Kragthorpe: Many more close calls await Utes

This is an archived article that was published on in 2005, and information in the article may be outdated. It is provided only for personal research purposes and may not be reprinted.

This is not necessarily the best material for a marketing campaign, but the Utah Utes certainly are providing a lot more drama this season.

They have already played two three-point games - including an overtime loss - and there's more anxiety to come, starting today against Air Force at Rice-Eccles Stadium.

Remember the "Fasten your seat belts" theme about the offensive scheme in advance of Urban Meyer's first season? That's good advice tonight - and the rest of this season. Hang on, baby.

For one thing, the Utes and Falcons always play close games. Last September's 49-35 victory was easily packaged as another in a season-long series of routs for the '04 Utes, considering they led by 21 points before AFA's late score. But the Falcons provided by far the most resistance of any opponent.

Air Force was within 35-28 late in the third quarter and quarterback Shaun Carney ran for a first down at the AFA 42-yard line, only to have his questionable fumble recovered by Utah's Marquess Ledbetter. The Utes took control from there.

In the previous 10 years, the average margin of victory in this series was four points, including a pair of one-pointers.

There's more where that came from for the Utes - and not just against Air Force.

As coach Kyle Whittingham says, his team is good, not great, like last year's Utes. That makes things a lot more intriguing, and means they have to play for 60 minutes, for a change.

Every '04 opponent except Air Force was basically cooked by halftime. This year, the Utes had to hold on after taking a 27-10 lead over Arizona and lost a 17-7 lead in the third quarter last week at Texas Christian.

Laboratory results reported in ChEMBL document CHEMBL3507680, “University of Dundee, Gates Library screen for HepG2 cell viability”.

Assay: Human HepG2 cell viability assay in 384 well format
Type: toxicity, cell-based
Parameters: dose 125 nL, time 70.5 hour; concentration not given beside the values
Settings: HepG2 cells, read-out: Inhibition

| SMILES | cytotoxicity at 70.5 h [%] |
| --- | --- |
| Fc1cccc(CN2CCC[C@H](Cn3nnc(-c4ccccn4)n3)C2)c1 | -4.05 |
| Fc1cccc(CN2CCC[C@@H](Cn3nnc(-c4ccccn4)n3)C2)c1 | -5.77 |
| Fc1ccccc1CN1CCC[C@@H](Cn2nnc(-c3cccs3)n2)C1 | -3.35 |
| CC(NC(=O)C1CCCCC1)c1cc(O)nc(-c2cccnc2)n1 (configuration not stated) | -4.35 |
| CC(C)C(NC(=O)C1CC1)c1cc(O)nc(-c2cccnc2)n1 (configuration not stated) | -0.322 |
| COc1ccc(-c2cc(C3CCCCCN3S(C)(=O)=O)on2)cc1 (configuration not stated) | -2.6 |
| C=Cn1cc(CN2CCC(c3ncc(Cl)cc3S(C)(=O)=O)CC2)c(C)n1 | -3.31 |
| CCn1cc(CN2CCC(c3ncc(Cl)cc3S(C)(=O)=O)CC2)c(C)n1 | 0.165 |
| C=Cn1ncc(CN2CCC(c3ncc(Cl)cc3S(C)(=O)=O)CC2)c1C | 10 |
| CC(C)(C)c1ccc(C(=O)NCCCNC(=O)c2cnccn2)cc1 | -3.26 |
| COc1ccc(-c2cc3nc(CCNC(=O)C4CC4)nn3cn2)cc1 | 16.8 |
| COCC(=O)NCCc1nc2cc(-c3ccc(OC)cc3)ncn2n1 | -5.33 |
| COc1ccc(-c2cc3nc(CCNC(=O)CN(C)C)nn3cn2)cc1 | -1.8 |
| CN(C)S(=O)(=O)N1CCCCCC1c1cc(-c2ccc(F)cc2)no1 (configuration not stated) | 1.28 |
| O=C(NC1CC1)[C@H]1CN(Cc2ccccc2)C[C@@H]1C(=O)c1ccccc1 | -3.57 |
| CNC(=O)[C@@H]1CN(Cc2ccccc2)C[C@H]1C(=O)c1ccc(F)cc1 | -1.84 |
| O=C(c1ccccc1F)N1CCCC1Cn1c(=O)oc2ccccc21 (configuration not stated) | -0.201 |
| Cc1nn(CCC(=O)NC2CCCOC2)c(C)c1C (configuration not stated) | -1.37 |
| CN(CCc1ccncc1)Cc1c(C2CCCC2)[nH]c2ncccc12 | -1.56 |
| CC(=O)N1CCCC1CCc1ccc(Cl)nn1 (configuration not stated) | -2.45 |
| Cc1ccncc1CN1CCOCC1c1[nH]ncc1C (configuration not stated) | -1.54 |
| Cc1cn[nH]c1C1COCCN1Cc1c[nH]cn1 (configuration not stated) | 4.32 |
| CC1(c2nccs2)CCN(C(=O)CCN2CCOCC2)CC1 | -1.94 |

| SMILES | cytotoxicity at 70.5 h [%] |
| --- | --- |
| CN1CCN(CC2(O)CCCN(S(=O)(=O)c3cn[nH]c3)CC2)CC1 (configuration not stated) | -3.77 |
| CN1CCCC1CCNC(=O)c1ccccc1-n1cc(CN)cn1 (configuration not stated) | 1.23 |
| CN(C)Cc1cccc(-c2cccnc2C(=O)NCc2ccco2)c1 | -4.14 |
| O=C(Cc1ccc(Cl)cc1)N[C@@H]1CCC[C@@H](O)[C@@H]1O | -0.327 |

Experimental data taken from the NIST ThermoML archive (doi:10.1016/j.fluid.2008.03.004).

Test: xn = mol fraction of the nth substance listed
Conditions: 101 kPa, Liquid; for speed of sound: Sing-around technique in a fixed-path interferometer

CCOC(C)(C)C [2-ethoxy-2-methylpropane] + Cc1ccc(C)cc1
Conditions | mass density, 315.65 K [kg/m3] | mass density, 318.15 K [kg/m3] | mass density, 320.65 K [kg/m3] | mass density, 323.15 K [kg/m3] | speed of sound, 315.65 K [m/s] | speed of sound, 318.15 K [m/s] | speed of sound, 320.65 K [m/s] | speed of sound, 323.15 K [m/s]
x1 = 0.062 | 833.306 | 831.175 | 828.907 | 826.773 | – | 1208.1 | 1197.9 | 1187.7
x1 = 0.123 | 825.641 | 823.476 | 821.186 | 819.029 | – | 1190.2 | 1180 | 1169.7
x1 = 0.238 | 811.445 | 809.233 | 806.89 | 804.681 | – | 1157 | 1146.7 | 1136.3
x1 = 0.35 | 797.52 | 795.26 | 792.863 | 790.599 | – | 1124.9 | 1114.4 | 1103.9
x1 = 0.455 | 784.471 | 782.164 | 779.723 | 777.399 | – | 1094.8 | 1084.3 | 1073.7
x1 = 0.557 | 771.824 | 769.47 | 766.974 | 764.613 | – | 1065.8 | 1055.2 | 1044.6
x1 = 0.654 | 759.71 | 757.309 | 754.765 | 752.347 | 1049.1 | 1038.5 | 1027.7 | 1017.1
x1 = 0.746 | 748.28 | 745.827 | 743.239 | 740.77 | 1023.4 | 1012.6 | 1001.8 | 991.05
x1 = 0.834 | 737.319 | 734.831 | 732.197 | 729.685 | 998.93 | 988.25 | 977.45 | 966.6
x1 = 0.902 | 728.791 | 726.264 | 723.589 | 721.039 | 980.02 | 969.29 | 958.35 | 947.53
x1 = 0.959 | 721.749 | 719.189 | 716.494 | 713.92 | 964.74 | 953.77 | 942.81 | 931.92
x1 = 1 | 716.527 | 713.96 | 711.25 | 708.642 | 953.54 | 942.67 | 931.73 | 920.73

"I think we get comfortable too often," said Ute center Jesse Boone. "We're used to getting up by a couple of touchdowns and just getting

comfortable, and we can't afford to do that. . . . We have to learn how to finish teams better."

Last year, the Utes made a parody of the Mountain West Conference.

This year, there's parity.

Fans can decide for themselves which is more fun, but ESPN has to prefer this version of the Utes. The network was in town for two classic weeknight games in 2003, when the Utes earned tough victories over California and Oregon, but the '04 team was hardly interested in keeping viewers in the East riveted to their televisions well into the night.

Those days of over-and-out dismissals of opponents by the Utes are gone. Everybody in the Mountain West is back in the game.

Of the four conference games staged this month, three were decided by a total of six points - including Air Force's one-point loss to Wyoming and the Utes' three-point defeat at TCU. That's what this league will be like, and don't be surprised if two losses is sufficient for a share of the championship, especially considering each team is playing eight league games.

But dealing with two losses this early is another issue, and that's what the Utes and Falcons are suddenly facing today.

After 20-plus years, Ute athletic director Chris Hill has arrived at the perfect way to voice his expectations for any of his teams: being in contention for a league title going into the stretch run. That way, nobody can accuse him either of being unrealistic or not being supportive.

In football, that means having a title to play for in November. At this point, the Utes just want to make it out of September.

And that's why this is Utah's biggest game since November 2003, at Air Force. That may sound funny, considering how a Bowl Championship Series bid was at stake every week last season, but there's so much on the line tonight.

After last year's fantasy, this is what it's like in the real world: playing to keep conference title hopes alive, keep a fan base interested and keep a program from declining.

Yes, this is the effect of losing one football game, in Utah's case. The next game becomes very important. And it will be close.